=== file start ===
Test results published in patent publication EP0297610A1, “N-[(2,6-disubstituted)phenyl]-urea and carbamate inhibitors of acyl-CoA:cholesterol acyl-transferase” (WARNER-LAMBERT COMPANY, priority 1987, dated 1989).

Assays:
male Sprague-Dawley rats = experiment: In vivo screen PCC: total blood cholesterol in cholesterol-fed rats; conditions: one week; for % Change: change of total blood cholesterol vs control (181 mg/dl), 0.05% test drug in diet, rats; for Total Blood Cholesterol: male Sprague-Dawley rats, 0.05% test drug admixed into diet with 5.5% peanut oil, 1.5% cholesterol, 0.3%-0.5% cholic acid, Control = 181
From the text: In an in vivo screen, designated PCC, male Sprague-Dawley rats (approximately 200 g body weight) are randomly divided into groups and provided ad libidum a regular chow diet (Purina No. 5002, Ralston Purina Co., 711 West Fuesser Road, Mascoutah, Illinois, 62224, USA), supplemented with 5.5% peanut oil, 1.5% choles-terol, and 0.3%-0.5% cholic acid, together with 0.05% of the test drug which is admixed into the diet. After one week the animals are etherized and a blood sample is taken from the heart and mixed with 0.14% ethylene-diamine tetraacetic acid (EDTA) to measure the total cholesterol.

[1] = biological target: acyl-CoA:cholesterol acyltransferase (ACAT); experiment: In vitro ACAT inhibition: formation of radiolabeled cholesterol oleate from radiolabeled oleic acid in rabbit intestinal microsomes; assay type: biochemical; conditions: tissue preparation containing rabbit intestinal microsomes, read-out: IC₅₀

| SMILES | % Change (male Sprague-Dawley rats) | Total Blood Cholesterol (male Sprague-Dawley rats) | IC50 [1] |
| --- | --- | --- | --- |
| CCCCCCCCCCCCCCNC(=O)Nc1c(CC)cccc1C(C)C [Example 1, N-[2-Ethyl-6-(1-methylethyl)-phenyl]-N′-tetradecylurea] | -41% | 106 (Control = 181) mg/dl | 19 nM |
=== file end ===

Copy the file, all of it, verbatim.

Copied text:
Test results published in patent publication EP0297610A1, “N-[(2,6-disubstituted)phenyl]-urea and carbamate inhibitors of acyl-CoA:cholesterol acyl-transferase” (WARNER-LAMBERT COMPANY, priority 1987, dated 1989).

Assays:
male Sprague-Dawley rats = experiment: In vivo screen PCC: total blood cholesterol in cholesterol-fed rats; conditions: one week; for % Change: change of total blood cholesterol vs control (181 mg/dl), 0.05% test drug in diet, rats; for Total Blood Cholesterol: male Sprague-Dawley rats, 0.05% test drug admixed into diet with 5.5% peanut oil, 1.5% cholesterol, 0.3%-0.5% cholic acid, Control = 181
From the text: In an in vivo screen, designated PCC, male Sprague-Dawley rats (approximately 200 g body weight) are randomly divided into groups and provided ad libidum a regular chow diet (Purina No. 5002, Ralston Purina Co., 711 West Fuesser Road, Mascoutah, Illinois, 62224, USA), supplemented with 5.5% peanut oil, 1.5% choles-terol, and 0.3%-0.5% cholic acid, together with 0.05% of the test drug which is admixed into the diet. After one week the animals are etherized and a blood sample is taken from the heart and mixed with 0.14% ethylene-diamine tetraacetic acid (EDTA) to measure the total cholesterol.

[1] = biological target: acyl-CoA:cholesterol acyltransferase (ACAT); experiment: In vitro ACAT inhibition: formation of radiolabeled cholesterol oleate from radiolabeled oleic acid in rabbit intestinal microsomes; assay type: biochemical; conditions: tissue preparation containing rabbit intestinal microsomes, read-out: IC₅₀

| SMILES | % Change (male Sprague-Dawley rats) | Total Blood Cholesterol (male Sprague-Dawley rats) | IC50 [1] |
| --- | --- | --- | --- |
| CCCCCCCCCCCCCCNC(=O)Nc1c(CC)cccc1C(C)C [Example 1, N-[2-Ethyl-6-(1-methylethyl)-phenyl]-N′-tetradecylurea] | -41% | 106 (Control = 181) mg/dl | 19 nM |